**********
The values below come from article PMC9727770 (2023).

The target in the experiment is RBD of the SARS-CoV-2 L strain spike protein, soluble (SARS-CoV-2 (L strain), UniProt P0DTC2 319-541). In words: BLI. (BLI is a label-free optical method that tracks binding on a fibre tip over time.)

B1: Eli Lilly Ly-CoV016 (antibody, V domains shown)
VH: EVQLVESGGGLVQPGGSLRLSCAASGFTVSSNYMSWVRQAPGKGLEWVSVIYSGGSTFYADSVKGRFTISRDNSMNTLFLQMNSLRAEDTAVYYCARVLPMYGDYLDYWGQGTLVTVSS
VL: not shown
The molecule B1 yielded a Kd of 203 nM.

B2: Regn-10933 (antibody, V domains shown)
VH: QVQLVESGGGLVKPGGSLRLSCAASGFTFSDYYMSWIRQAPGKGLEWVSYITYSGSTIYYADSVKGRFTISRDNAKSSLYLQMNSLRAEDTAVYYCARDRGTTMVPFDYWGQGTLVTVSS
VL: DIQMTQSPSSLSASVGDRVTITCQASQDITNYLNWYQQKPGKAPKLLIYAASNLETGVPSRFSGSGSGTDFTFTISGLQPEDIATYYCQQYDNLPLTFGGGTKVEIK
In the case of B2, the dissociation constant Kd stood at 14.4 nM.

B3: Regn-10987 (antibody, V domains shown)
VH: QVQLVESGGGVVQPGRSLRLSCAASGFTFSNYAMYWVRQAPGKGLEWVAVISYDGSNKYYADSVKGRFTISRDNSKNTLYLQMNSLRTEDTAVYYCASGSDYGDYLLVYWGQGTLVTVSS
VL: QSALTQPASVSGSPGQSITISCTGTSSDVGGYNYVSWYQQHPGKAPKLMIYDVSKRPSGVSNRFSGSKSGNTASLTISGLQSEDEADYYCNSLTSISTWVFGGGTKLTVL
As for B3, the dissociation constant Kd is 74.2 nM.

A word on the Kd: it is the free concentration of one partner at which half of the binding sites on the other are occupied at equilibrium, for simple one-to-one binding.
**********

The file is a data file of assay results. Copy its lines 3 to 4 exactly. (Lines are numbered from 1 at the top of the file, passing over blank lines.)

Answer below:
B1: Eli Lilly Ly-CoV016 (antibody, V domains shown)
VH: EVQLVESGGGLVQPGGSLRLSCAASGFTVSSNYMSWVRQAPGKGLEWVSVIYSGGSTFYADSVKGRFTISRDNSMNTLFLQMNSLRAEDTAVYYCARVLPMYGDYLDYWGQGTLVTVSS